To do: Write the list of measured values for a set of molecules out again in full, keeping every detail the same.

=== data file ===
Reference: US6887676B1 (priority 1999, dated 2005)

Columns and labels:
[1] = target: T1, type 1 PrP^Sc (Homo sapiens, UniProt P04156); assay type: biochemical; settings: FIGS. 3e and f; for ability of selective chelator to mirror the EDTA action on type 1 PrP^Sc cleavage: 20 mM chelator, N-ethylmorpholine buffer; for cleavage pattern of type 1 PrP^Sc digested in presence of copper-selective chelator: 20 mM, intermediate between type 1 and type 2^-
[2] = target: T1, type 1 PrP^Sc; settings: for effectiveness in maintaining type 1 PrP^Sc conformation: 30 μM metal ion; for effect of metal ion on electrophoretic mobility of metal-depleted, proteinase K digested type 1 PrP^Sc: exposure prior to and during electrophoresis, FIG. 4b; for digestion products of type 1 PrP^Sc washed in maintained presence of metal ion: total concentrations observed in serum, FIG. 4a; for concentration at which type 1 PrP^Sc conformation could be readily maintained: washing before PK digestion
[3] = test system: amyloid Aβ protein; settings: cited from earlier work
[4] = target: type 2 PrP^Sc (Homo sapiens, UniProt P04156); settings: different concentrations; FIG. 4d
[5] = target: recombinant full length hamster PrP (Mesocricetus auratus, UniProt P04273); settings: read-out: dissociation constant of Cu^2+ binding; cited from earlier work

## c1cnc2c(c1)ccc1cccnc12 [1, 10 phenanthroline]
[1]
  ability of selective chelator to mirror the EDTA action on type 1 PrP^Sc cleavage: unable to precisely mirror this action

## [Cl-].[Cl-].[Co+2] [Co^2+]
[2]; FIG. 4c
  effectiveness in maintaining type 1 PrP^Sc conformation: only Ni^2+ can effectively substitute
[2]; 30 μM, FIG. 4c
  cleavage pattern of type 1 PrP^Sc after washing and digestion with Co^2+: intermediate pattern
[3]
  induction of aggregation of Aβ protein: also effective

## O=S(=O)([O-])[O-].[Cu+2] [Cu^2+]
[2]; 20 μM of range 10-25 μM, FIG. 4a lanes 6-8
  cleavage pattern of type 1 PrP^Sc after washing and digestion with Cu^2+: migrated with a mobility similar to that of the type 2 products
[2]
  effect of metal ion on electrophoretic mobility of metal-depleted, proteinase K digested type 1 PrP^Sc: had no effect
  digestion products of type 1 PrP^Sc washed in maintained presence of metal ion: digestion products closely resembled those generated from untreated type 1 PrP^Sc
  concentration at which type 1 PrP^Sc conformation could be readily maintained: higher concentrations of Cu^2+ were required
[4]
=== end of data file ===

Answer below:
Reference: US6887676B1 (priority 1999, dated 2005)

Columns and labels:
[1] = target: T1, type 1 PrP^Sc (Homo sapiens, UniProt P04156); assay type: biochemical; settings: FIGS. 3e and f; for ability of selective chelator to mirror the EDTA action on type 1 PrP^Sc cleavage: 20 mM chelator, N-ethylmorpholine buffer; for cleavage pattern of type 1 PrP^Sc digested in presence of copper-selective chelator: 20 mM, intermediate between type 1 and type 2^-
[2] = target: T1, type 1 PrP^Sc; settings: for effectiveness in maintaining type 1 PrP^Sc conformation: 30 μM metal ion; for effect of metal ion on electrophoretic mobility of metal-depleted, proteinase K digested type 1 PrP^Sc: exposure prior to and during electrophoresis, FIG. 4b; for digestion products of type 1 PrP^Sc washed in maintained presence of metal ion: total concentrations observed in serum, FIG. 4a; for concentration at which type 1 PrP^Sc conformation could be readily maintained: washing before PK digestion
[3] = test system: amyloid Aβ protein; settings: cited from earlier work
[4] = target: type 2 PrP^Sc (Homo sapiens, UniProt P04156); settings: different concentrations; FIG. 4d
[5] = target: recombinant full length hamster PrP (Mesocricetus auratus, UniProt P04273); settings: read-out: dissociation constant of Cu^2+ binding; cited from earlier work

## c1cnc2c(c1)ccc1cccnc12 [1, 10 phenanthroline]
[1]
  ability of selective chelator to mirror the EDTA action on type 1 PrP^Sc cleavage: unable to precisely mirror this action

## [Cl-].[Cl-].[Co+2] [Co^2+]
[2]; FIG. 4c
  effectiveness in maintaining type 1 PrP^Sc conformation: only Ni^2+ can effectively substitute
[2]; 30 μM, FIG. 4c
  cleavage pattern of type 1 PrP^Sc after washing and digestion with Co^2+: intermediate pattern
[3]
  induction of aggregation of Aβ protein: also effective

## O=S(=O)([O-])[O-].[Cu+2] [Cu^2+]
[2]; 20 μM of range 10-25 μM, FIG. 4a lanes 6-8
  cleavage pattern of type 1 PrP^Sc after washing and digestion with Cu^2+: migrated with a mobility similar to that of the type 2 products
[2]
  effect of metal ion on electrophoretic mobility of metal-depleted, proteinase K digested type 1 PrP^Sc: had no effect
  digestion products of type 1 PrP^Sc washed in maintained presence of metal ion: digestion products closely resembled those generated from untreated type 1 PrP^Sc
  concentration at which type 1 PrP^Sc conformation could be readily maintained: higher concentrations of Cu^2+ were required
[4]